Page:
FOR YOUR INFORMATION
This article was reprinted with permission from Try This: Best Practices in Nursing Care to Older Adults from the John A. Hartford Foundation Institute for Geriatric Nur sing, Issue 16, aspan of the Nurse Competence in Aging initiative. Mathy Mezey, EdD, RN, FAAN is Director of the Institute and Terry Fulmer, PhD, RN, FAAN is Co-Director. Series Editor: Sheila Molony, MS, APRN, Connecticut Community Care, Inc.
Address correspondence to the John A. Hartford Foundation Institute for Geriatric Nursing, New York University, Steinhardt School of Education, Division of Nursing, 246 Greene Street, 5th Floor, New York, NY 10003, or call (212) 998-9018, or fax (212) 99Í-4Í61, or e-mail email@example.com, or access the Web sue at http://iiww.hartfordign.org.
Recently published studies confirm that inappropriate medication use remains a serious problem for older adults (Meredith et al., 2001; Sloane, Zimmerman, Brown, Ives, & Walsh, 2002; Zhan et al., 2001) Increased nursing awareness of high-risk medications enables attentive monitoring for adverse effects and facilitates collaborative efforts between nurses, primary care providers, and pharmacists to reduce medication-related risk.
The adapted Beers' Criteria (Beers, 1997) identifies medications noted by an expert panel to have potential risks that outweigh potential benefits of the drug. The criteria are appropriate for persons older than age 65, regardless of their level of frailty. The criteria provide a rating of severity for adverse outcomes (severe vs. less severe) as well as a descriptive summary of the prescribing concerns associated with the medication.
VALIDITY AND RELIABILITY
The criteria were developed using a modified Delphi method to achieve consensus among six nationally recognized experts in geriatric care and pharmacology. The criteria have been used alone and in combination with setting-specific criteria to screen populations for possible medication-related problems. Further research is needed to validate the occurrence and severity of negative outcomes associated with high-risk medications.
STRENGTHS AND LIMITATIONS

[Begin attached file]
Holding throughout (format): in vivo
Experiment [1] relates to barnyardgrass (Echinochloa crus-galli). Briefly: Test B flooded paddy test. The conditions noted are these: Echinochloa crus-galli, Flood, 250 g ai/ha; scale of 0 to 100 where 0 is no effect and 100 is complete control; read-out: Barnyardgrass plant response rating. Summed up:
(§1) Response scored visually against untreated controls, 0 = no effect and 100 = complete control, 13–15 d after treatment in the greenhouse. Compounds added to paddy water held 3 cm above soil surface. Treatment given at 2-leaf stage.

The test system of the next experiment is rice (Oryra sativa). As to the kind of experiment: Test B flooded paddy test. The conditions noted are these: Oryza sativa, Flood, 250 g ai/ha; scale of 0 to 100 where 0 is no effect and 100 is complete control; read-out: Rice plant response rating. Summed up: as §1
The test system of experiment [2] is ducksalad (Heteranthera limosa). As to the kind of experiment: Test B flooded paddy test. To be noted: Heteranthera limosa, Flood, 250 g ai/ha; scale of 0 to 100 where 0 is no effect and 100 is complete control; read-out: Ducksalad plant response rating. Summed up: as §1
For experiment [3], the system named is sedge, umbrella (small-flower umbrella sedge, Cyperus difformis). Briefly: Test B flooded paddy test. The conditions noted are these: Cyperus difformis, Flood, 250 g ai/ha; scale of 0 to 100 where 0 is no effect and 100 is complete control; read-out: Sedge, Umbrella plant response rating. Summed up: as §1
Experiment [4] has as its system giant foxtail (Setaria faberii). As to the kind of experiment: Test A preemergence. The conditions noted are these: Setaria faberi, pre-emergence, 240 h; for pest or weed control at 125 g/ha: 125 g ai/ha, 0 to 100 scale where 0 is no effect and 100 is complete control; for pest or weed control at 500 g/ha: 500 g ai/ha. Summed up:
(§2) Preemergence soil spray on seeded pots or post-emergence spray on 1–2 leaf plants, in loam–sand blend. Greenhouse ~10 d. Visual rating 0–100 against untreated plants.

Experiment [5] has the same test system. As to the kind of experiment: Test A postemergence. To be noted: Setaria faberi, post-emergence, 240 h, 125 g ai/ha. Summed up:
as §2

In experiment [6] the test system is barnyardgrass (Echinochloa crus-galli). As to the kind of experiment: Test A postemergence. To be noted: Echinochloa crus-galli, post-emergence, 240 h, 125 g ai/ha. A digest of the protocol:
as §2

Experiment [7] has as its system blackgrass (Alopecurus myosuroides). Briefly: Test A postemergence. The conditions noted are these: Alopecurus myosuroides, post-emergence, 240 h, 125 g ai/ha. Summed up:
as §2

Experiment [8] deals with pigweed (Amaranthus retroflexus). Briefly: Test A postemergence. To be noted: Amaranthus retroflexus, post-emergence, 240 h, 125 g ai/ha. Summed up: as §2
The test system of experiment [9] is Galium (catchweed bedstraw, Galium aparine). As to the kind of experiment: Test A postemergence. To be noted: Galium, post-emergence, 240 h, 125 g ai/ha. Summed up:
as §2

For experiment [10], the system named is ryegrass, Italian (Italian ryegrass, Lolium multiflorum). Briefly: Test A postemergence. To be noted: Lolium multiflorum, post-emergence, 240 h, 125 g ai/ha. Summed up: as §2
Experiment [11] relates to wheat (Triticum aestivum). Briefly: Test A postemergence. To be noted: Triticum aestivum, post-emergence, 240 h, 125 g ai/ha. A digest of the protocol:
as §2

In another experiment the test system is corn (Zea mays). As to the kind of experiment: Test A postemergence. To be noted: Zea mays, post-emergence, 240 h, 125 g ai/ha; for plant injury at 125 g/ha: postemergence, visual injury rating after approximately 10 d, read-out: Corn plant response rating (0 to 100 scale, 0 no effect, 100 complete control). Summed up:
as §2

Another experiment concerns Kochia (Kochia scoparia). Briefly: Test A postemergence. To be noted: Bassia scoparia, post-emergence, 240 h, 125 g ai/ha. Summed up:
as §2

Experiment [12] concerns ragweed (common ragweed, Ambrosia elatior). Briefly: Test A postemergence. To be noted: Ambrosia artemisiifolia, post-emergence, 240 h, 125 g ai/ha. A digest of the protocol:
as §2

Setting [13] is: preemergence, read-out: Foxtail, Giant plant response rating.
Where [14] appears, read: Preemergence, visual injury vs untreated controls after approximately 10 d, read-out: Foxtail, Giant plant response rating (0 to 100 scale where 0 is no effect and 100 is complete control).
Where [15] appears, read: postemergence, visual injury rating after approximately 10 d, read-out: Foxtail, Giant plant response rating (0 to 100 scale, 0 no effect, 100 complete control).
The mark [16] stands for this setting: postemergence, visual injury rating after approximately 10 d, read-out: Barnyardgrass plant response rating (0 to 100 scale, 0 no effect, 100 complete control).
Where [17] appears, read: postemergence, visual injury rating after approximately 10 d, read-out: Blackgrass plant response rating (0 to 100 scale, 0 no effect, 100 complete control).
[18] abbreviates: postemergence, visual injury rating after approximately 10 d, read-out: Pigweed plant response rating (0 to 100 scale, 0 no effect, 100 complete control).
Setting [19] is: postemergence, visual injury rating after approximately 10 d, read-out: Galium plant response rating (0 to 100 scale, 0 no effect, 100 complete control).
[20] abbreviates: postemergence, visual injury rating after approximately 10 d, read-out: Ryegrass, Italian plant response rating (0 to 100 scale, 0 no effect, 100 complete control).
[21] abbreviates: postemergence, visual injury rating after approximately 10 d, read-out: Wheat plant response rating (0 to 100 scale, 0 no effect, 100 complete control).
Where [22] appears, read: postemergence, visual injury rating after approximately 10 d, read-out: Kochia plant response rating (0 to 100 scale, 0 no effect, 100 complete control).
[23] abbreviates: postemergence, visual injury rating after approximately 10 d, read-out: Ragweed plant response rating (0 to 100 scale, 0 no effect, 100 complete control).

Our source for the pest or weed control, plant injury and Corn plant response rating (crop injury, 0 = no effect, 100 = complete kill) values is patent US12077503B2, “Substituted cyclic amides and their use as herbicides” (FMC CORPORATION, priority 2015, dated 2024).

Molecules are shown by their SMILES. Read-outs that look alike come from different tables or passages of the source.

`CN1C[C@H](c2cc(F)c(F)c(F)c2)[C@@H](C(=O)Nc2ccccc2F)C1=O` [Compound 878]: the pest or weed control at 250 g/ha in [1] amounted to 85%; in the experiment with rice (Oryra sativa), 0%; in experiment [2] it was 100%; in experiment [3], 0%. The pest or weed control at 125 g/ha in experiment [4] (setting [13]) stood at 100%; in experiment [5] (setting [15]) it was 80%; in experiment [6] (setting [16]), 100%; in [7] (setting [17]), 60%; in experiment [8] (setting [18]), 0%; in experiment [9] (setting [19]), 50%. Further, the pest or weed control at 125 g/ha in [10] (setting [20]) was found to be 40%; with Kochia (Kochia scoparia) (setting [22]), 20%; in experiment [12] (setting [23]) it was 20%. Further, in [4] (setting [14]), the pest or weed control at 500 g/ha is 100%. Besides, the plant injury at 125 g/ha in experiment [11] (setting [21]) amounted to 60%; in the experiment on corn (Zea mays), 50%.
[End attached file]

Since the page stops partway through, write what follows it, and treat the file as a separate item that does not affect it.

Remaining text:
The criteria do not identify all cases of potentially inappropriate prescribing and they may sometimes identify appropriate prescribing as inappropriate. The criteria are designed for population-based screening and are not intended to substitute for professional judgment regarding the individualized needs of particular older adults.
Nurses may use the criteria to increase awareness of medications that may present increased risk for adverse drug reactions. Nurses, primary care providers, and pharmacists may collaborate to optimize individualized medication regimens and provide appropriate clinical monitoring and education. The references provide further information on high-risk medications specific to patient diagnosis and prescribing practices in specific care settings.
- Beers, M.H. (1997). Explicit criteria for determining potentially inappropriate medication use by the elderly. Archives of Internal Medicine, 157, 1531-1536.
- Meredith, S-, Feldman, P.M., Frey, D., Hall, K., Arnold, K., Brown, N.J., & Ray, W.A. (2001). Possible medication errors in home healthcare patients. Journal of the American Geriatrics Society, 49, 719-724
- Sloane, P. D-, Zimmerman, S., Brown, L. C-, Ivés, T. J. & Walsh, J.F. (2002). Inappropriate medication prescribing in residential care/assisted living facilities. Journal of the American Geriatrics Society. 50, 1001-1011.
- Zhan, C., Sangl, J, Bierman, A3, Miller, M.R., Friedman, B., Wickizer, S.W., Meyer, G.S- (2001). Potentially inappropriate médication use in the community-dwelling elderly: Findings from the 19% Medical Expenditure Panel survey. Journal of the American Medical Association, 286, 2823-2829.
- MORE ON THE TOPIC
- Brown, N.J., Griffin, M.R., Ray, W.A., Meredith, S., Beers, M.H" Marren, J., Robles, M, Stergachis, A., Wood, A.J.J., & Avorn, J. (1998). A model for improving medication use in home health care parions. Journal of the American Pharmaceutical Association, 38(6), 696-702.